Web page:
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Sharpening

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  #11  
Old 01-17-2014, 07:11 AM
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Tony W Tony W is offline
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Re: Sharpening

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Originally Posted by skoobey View Post
...Do I really need to write this, as I already wrote a very helpful answer as to what a better equivalent to sharpening in RAW processor (which you can also do)?
Which is it, a better sharpening to or an equivalent to ACR or other raw processor in your opinion? If you believe that how so, i.e explain your reasoning and methodology at arriving at such a conclusion?

I really do think that you should study the book and articles mentioned in this thread to understand the principles and purposes behind sharpening in ACR and the methods.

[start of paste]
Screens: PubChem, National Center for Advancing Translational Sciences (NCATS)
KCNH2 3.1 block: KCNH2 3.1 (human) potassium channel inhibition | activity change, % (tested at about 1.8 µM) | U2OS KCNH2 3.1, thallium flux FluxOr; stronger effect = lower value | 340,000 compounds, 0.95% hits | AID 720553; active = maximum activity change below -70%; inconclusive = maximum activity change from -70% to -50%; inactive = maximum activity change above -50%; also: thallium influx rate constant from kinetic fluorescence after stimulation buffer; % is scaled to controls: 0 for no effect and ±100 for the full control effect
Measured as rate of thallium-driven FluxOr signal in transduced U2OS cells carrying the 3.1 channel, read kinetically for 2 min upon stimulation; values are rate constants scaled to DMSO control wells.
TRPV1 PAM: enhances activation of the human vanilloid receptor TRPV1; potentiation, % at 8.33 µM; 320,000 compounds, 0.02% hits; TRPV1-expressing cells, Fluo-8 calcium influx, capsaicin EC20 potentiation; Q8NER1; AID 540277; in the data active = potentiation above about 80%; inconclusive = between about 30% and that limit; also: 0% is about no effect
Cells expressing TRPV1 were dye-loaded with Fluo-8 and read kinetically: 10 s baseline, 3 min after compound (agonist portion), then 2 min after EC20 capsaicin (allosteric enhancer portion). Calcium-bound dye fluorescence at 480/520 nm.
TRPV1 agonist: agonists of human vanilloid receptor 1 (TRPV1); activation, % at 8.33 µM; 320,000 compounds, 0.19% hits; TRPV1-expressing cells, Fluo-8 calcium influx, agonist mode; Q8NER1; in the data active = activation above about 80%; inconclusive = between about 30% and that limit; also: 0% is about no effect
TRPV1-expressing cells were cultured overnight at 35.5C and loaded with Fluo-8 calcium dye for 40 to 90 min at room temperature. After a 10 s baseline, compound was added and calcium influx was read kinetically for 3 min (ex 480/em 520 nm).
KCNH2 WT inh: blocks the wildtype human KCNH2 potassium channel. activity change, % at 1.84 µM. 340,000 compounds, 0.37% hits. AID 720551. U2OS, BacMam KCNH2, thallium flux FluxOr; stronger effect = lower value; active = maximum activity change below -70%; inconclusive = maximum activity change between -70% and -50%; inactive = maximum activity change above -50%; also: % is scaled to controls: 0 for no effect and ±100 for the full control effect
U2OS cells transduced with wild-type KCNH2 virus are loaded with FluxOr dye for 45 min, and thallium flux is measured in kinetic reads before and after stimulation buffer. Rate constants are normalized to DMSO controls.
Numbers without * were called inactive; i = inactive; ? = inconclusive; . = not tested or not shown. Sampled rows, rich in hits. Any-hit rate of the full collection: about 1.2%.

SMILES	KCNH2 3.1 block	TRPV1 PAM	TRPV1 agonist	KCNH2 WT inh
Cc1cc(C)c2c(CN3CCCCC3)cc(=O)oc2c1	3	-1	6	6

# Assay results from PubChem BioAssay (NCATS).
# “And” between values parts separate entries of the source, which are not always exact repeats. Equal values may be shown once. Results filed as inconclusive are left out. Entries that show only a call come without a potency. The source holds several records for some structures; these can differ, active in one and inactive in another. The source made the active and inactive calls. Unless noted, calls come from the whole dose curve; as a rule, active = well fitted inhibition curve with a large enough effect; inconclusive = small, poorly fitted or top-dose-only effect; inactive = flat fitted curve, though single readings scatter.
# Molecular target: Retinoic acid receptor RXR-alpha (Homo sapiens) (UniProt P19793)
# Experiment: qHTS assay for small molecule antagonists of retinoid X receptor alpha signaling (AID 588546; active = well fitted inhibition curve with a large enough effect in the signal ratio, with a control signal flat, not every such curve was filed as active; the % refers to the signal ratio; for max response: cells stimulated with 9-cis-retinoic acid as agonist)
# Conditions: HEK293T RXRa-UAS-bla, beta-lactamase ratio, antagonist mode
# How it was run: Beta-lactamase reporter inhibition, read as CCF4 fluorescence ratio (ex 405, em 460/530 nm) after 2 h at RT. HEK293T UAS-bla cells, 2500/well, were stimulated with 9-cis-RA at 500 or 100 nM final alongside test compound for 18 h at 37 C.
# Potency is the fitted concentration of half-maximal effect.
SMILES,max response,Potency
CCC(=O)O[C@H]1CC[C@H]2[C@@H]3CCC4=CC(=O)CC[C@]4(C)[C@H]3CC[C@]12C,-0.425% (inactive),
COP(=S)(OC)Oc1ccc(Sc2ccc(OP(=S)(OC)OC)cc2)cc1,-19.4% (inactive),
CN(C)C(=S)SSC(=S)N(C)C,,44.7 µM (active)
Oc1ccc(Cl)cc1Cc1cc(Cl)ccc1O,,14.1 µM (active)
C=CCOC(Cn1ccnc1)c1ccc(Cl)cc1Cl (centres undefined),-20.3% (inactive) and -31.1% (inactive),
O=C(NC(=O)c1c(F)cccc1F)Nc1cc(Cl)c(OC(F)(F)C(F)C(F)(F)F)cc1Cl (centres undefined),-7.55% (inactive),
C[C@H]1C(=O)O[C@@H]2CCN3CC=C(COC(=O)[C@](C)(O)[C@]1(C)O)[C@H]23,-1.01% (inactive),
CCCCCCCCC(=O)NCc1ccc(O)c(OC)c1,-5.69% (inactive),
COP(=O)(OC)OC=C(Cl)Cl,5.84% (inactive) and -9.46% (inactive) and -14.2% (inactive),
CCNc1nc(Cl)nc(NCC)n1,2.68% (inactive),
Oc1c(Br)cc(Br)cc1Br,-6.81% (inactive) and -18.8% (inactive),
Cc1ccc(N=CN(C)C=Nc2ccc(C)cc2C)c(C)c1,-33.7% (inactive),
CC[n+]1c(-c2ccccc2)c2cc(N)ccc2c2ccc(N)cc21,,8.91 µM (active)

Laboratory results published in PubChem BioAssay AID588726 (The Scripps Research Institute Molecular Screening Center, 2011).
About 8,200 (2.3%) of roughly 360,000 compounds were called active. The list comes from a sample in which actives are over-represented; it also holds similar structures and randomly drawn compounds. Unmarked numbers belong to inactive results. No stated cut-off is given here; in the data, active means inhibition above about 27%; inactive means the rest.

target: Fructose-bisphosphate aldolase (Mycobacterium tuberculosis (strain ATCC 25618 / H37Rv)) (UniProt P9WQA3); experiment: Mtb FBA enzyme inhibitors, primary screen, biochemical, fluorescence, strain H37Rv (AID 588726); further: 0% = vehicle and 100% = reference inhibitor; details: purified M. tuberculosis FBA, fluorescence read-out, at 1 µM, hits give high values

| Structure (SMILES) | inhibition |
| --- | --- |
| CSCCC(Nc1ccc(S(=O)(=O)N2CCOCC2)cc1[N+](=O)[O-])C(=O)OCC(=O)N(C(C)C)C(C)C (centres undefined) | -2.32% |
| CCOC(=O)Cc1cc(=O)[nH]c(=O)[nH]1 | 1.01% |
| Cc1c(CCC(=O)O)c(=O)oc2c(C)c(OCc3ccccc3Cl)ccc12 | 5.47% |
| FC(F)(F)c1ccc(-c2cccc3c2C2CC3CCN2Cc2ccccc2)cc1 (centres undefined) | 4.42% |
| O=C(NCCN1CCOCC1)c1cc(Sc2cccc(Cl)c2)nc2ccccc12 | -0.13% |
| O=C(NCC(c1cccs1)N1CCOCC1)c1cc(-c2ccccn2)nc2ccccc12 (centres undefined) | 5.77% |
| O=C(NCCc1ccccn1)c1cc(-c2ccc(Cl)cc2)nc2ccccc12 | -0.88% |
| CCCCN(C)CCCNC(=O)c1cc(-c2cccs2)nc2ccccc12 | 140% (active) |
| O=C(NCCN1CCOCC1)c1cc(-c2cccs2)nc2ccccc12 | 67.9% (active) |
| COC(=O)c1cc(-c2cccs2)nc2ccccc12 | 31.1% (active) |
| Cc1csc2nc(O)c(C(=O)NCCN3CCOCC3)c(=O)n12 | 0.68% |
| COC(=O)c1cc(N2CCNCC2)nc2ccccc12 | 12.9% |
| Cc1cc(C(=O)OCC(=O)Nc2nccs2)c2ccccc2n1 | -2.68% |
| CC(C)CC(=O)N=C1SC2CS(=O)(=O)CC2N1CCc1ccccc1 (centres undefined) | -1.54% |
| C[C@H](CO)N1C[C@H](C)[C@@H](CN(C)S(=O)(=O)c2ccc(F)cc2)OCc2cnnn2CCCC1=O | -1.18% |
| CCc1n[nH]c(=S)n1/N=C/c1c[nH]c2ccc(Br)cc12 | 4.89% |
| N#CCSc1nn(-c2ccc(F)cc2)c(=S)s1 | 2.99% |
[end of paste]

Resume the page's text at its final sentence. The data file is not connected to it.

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So please do kill me for I have given a step by step direction.
You already seem to be quite capable of self harm by shooting yourself in the foot several times in this thread, therefore no further action by others required
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  #12  
Old 01-17-2014, 09:46 AM
adtechniques adtechniques is offline
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Re: Sharpening

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Originally Posted by skoobey View Post
Image>Adjustments>Brightness-Contrast>Select Use Legacy, Set contrast to -50%
NOW THE HIGH PASS
I have a question for a long time, but i don't understand why we need -50 Legacy when we sharppen or IHP?